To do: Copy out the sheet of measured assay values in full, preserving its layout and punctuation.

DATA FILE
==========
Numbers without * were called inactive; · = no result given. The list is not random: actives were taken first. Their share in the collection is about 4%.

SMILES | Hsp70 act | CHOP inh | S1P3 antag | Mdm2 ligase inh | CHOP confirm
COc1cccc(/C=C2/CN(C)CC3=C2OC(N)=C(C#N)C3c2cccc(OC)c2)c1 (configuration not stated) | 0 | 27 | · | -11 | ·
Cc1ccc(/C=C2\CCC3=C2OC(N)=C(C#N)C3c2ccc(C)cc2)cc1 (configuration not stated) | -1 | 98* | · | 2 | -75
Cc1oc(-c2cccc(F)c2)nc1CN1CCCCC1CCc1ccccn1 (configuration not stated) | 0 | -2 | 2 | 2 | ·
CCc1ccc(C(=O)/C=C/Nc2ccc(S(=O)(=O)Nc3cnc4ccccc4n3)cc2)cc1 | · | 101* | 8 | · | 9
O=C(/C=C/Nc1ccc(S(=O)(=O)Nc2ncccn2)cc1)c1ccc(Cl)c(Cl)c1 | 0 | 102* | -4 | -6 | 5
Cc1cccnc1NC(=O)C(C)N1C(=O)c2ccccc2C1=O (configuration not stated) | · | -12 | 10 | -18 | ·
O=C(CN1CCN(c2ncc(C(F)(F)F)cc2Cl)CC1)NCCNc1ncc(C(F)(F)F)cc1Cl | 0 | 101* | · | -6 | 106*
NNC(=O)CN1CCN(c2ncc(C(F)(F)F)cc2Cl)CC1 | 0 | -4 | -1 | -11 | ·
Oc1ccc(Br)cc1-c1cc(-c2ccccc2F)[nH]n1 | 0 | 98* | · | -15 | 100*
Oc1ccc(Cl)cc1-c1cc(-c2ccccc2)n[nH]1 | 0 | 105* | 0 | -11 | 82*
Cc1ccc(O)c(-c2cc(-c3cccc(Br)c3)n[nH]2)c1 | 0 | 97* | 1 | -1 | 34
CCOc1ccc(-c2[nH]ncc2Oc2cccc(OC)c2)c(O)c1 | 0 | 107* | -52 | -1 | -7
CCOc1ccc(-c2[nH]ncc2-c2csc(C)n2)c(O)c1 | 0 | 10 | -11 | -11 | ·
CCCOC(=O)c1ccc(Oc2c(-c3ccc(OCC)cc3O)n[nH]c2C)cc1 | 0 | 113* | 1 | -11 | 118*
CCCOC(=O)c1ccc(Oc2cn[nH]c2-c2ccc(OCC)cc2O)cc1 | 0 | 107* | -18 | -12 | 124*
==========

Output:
Numbers without * were called inactive; · = no result given. The list is not random: actives were taken first. Their share in the collection is about 4%.

SMILES | Hsp70 act | CHOP inh | S1P3 antag | Mdm2 ligase inh | CHOP confirm
COc1cccc(/C=C2/CN(C)CC3=C2OC(N)=C(C#N)C3c2cccc(OC)c2)c1 (configuration not stated) | 0 | 27 | · | -11 | ·
Cc1ccc(/C=C2\CCC3=C2OC(N)=C(C#N)C3c2ccc(C)cc2)cc1 (configuration not stated) | -1 | 98* | · | 2 | -75
Cc1oc(-c2cccc(F)c2)nc1CN1CCCCC1CCc1ccccn1 (configuration not stated) | 0 | -2 | 2 | 2 | ·
CCc1ccc(C(=O)/C=C/Nc2ccc(S(=O)(=O)Nc3cnc4ccccc4n3)cc2)cc1 | · | 101* | 8 | · | 9
O=C(/C=C/Nc1ccc(S(=O)(=O)Nc2ncccn2)cc1)c1ccc(Cl)c(Cl)c1 | 0 | 102* | -4 | -6 | 5
Cc1cccnc1NC(=O)C(C)N1C(=O)c2ccccc2C1=O (configuration not stated) | · | -12 | 10 | -18 | ·
O=C(CN1CCN(c2ncc(C(F)(F)F)cc2Cl)CC1)NCCNc1ncc(C(F)(F)F)cc1Cl | 0 | 101* | · | -6 | 106*
NNC(=O)CN1CCN(c2ncc(C(F)(F)F)cc2Cl)CC1 | 0 | -4 | -1 | -11 | ·
Oc1ccc(Br)cc1-c1cc(-c2ccccc2F)[nH]n1 | 0 | 98* | · | -15 | 100*
Oc1ccc(Cl)cc1-c1cc(-c2ccccc2)n[nH]1 | 0 | 105* | 0 | -11 | 82*
Cc1ccc(O)c(-c2cc(-c3cccc(Br)c3)n[nH]2)c1 | 0 | 97* | 1 | -1 | 34
CCOc1ccc(-c2[nH]ncc2Oc2cccc(OC)c2)c(O)c1 | 0 | 107* | -52 | -1 | -7
CCOc1ccc(-c2[nH]ncc2-c2csc(C)n2)c(O)c1 | 0 | 10 | -11 | -11 | ·
CCCOC(=O)c1ccc(Oc2c(-c3ccc(OCC)cc3O)n[nH]c2C)cc1 | 0 | 113* | 1 | -11 | 118*
CCCOC(=O)c1ccc(Oc2cn[nH]c2-c2ccc(OCC)cc2O)cc1 | 0 | 107* | -18 | -12 | 124*